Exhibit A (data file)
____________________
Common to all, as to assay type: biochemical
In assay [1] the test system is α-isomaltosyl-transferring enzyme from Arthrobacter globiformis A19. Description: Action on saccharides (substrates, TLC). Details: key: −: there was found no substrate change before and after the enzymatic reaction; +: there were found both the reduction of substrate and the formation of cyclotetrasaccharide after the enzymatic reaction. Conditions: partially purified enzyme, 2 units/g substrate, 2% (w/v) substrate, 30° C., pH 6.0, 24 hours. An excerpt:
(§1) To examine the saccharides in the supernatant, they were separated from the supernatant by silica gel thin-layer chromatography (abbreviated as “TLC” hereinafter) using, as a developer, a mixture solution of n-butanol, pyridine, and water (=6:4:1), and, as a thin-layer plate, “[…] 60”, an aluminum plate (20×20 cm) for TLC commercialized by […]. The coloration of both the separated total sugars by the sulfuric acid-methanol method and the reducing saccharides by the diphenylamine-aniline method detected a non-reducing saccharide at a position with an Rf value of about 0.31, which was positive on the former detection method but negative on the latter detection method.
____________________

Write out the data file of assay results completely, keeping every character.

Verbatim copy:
Common to all, as to assay type: biochemical
In assay [1] the test system is α-isomaltosyl-transferring enzyme from Arthrobacter globiformis A19. Description: Action on saccharides (substrates, TLC). Details: key: −: there was found no substrate change before and after the enzymatic reaction; +: there were found both the reduction of substrate and the formation of cyclotetrasaccharide after the enzymatic reaction. Conditions: partially purified enzyme, 2 units/g substrate, 2% (w/v) substrate, 30° C., pH 6.0, 24 hours. An excerpt:
(§1) To examine the saccharides in the supernatant, they were separated from the supernatant by silica gel thin-layer chromatography (abbreviated as “TLC” hereinafter) using, as a developer, a mixture solution of n-butanol, pyridine, and water (=6:4:1), and, as a thin-layer plate, “[…] 60”, an aluminum plate (20×20 cm) for TLC commercialized by […]. The coloration of both the separated total sugars by the sulfuric acid-methanol method and the reducing saccharides by the diphenylamine-aniline method detected a non-reducing saccharide at a position with an Rf value of about 0.31, which was positive on the former detection method but negative on the latter detection method.